GATLINBURG, Tenn. -- The reopening of the Great Smoky Mountains National Park was a little too tempting of a draw as scores of nature lovers from dozens of states crowded trails and trekked into blocked-off areas.
A park spokeswoman on Saturday said parking lots were packed and lines of cars snaked down tree-lined streets. Many people did not wear masks.
Visitors also walked past heavy barricades on one of the park’s most trafficked trails, Laurel Falls, which was closed off to heed federal social distancing guidelines.
On the Tennessee-North Carolina border, the Great Smoky Mountains is the county’s most visited national park. It was closed March 24.
Most patients with COVID-19 have mild to moderate symptoms. However, in a small proportion of patients, COVID-19 can lead to more severe illness, including death, particularly among those who are older or those who have chronic medical conditions.
COVID-19 spreads primarily through respiratory droplets produced when an infected person coughs or sneezes.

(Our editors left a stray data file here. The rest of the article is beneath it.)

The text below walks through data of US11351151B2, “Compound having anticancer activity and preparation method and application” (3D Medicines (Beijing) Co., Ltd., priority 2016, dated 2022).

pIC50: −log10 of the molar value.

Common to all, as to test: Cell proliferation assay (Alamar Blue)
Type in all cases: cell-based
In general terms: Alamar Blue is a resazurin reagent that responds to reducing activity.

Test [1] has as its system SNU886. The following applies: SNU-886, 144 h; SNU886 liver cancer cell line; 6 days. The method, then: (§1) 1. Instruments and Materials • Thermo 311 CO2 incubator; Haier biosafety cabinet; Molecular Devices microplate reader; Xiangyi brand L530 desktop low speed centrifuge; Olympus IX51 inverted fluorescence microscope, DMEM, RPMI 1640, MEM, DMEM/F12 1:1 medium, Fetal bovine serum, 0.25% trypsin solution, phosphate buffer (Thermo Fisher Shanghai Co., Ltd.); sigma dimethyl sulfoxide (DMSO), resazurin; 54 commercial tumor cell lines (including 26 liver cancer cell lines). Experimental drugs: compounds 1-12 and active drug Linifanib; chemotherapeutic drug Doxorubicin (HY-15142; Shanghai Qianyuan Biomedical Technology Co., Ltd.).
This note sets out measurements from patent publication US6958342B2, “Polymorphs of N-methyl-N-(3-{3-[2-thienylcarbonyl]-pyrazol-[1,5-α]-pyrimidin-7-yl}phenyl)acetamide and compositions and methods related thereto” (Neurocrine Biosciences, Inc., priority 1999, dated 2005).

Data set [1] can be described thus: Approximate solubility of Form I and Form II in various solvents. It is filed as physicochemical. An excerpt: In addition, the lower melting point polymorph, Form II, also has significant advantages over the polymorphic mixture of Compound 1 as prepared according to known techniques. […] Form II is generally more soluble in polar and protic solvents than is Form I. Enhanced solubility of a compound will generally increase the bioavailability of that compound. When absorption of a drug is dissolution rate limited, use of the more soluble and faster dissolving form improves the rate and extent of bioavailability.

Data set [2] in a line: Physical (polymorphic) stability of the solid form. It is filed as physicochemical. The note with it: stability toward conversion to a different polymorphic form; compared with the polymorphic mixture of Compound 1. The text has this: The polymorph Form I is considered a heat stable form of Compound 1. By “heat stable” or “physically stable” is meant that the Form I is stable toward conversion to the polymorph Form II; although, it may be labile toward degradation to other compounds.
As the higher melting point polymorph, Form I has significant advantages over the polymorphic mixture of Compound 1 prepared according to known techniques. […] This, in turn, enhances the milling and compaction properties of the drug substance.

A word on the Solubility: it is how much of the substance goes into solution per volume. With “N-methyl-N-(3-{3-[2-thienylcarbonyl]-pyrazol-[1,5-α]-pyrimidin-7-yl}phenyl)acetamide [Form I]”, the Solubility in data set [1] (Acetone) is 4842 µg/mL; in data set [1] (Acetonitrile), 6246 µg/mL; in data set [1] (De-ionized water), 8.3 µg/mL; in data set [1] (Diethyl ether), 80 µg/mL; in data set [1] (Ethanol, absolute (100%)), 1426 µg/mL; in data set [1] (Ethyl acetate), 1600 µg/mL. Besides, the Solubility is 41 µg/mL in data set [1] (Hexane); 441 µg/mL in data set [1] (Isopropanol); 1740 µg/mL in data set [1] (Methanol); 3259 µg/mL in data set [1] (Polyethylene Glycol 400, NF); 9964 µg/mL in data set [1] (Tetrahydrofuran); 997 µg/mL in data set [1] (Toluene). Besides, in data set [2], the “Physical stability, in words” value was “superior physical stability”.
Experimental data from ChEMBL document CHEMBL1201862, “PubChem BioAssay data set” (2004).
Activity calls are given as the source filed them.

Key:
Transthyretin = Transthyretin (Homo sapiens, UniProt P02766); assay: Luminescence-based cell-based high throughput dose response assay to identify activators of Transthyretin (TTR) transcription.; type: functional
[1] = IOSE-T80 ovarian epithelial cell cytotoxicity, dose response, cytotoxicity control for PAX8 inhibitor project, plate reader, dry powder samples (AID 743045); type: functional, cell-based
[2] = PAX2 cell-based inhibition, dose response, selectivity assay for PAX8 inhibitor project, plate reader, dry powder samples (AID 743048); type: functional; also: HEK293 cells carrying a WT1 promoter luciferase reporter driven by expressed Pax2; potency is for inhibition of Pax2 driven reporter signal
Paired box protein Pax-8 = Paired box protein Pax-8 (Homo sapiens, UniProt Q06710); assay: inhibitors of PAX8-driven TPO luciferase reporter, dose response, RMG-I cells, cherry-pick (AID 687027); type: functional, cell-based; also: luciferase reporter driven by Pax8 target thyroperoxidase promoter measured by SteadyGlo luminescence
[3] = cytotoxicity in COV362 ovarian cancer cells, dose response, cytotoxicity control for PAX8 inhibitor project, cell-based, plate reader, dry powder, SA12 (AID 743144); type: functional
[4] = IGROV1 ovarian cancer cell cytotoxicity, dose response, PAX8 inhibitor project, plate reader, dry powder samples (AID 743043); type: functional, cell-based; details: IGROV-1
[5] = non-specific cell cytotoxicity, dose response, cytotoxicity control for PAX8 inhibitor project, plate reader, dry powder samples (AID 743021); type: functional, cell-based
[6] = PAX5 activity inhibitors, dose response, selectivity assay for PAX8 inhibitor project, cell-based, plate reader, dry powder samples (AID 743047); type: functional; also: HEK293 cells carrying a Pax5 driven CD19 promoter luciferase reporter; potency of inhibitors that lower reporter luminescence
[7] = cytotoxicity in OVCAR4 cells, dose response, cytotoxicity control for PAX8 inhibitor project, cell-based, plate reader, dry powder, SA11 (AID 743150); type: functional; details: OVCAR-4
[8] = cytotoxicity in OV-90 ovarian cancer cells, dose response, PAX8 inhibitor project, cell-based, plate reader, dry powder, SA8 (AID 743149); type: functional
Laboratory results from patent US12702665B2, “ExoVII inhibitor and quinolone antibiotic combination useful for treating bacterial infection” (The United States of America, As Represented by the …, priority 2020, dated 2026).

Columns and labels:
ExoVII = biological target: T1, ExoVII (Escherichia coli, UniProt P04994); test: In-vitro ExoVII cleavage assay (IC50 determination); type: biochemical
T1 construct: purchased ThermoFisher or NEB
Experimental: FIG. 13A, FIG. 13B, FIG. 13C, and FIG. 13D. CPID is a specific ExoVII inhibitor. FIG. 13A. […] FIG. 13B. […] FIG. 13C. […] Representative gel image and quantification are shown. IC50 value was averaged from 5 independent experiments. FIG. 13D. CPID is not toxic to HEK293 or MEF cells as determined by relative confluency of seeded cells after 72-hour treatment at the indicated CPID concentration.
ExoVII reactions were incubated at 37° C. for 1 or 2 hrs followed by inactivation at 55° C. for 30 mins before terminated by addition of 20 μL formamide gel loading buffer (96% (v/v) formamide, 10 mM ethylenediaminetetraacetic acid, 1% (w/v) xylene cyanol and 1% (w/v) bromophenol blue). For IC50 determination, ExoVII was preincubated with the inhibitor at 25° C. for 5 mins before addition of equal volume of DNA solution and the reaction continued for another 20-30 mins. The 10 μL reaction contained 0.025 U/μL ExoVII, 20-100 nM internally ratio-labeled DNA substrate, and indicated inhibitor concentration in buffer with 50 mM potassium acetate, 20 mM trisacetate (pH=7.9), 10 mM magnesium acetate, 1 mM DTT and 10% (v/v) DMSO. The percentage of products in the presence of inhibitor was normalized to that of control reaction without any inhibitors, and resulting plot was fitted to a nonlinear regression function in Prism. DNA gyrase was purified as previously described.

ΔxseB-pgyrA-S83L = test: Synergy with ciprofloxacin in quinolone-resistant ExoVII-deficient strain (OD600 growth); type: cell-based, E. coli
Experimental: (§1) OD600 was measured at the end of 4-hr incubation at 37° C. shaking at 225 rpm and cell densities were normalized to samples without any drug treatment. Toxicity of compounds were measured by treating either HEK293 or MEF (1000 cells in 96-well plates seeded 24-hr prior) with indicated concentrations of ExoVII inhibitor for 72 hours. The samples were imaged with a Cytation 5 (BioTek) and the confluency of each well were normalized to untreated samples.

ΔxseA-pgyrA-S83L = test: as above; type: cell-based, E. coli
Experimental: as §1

Symptoms include fever, cough, and difficulty breathing. Symptoms appear within 14 days of being exposed to an infectious person.
Virginia health officials urged the following precautions:
- Wash your hands often with soap and water for at least 20 seconds.
- Use an alcohol-based hand sanitizer only if soap and water are not available.
- Avoid touching your eyes, nose, and mouth.Cover your mouth and nose with a tissue or your sleeve (not your hands) when coughing or sneezing.
- Clean and disinfect frequently touched objects and surfaces.Stay home when you are sick.
- Avoid contact with sick people.Avoid non-essential travel.